Looking Ahead in 2012: Manhattan's Biggest Developments

Written By Daniel Muhlenberg | January 03, 2012
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Since the economic downturn began, the one part of the Manhattan luxury real estate market that has yet to show significant signs of recovery is large construction projects. The combination of a tight credit market and skittish banks hesitant to commit money has shelved plans for all but a few of Manhattan's biggest projects. But since it’s no secret that the new year spurs hopes of new beginnings, here’s a look at 3 major projects that are underway despite adverse market conditions. The progress of these developments will go a long way in determing market confidence in 2012 because their failure or success will influence lenders' decisions for the forseeable future. These 3 luxury real estate developments will serve as a fairly reliable measure of the state of the Manhattan real estate market in 2012 and its prospects for the future.

The first and most promising project is 432 Park Ave, otherwise known as Drake Tower, a 1,300 ft glass tower that will consist of retail space and high-end luxury condos. Los Angeles-based developers CIM Group, in partnership with New York developer Harry Mackalowe, have yet to obtain the financing necessary to start construction, but that may change soon: Confidence in New York’s high-end condo market is riding high after a very strong year in 2011 (and some record sales), so lenders are likely to see Drake Tower as a safe investment. If construction on 432 Park Ave does begin in 2012, chalk it up to the strength of Manhattan’s high-end sales market, something which continues to inspire the New York City real estate market as a whole.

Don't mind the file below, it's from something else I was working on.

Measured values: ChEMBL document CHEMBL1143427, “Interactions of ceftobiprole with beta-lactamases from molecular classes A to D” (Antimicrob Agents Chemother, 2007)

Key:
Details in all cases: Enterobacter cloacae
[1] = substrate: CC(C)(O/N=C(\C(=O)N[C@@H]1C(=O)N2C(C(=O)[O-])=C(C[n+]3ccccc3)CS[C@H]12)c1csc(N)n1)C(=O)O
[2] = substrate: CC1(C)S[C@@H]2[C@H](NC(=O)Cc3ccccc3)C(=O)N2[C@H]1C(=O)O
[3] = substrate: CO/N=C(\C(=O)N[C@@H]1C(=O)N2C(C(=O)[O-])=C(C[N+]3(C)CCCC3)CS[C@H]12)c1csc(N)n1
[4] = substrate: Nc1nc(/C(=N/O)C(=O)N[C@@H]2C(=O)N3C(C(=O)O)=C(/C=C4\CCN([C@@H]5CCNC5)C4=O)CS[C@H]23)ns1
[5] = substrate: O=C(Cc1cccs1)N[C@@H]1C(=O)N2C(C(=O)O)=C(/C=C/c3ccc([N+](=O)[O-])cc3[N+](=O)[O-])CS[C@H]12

Hudson Yards, the 26-acre development that developers have long desired to turn into one of Manhattan’s premier business districts, may finally see some tangible progress with the commencement of the construction of a 1.8 million square foot office tower. Lenders are encouraged by the fact that Related Cos. successfully leased a third of the office space in the tower to Coach Inc. late last year, but are still waiting to see who else gets on board. Without another client, the project still looks tenuous, especially since Coach’s deal has yet to be finalized.

3 World Trade Center would seem to be a sure thing in terms of new construction; the project as a whole is a source of pride to the city and the country, plus the base of the 2.8 million square foot building has already been built. Nonetheless, unless it can find tenants, construction of 3 World Trade Center will come to an abrupt end: According to its public-financing agreement, no construction can continue until at least 400,000 square feet of the existing space is leased to tenants. While this certainly has a lot to do with bureaucratic negotiations, it underlines the anxiety of financiers and the fact that confidence in the Manhattan real estate market still hasn’t been fully restored.

Overall, uncertainty about long-term viability threatens to derail further construction, even in projects like these, all of which would be sure things in times of better market conditions. Lenders are still wary of financing projects that don’t have tenants, and while it isn't likely in these cases, the spectre of empty buildings is enough to slow things down for now.


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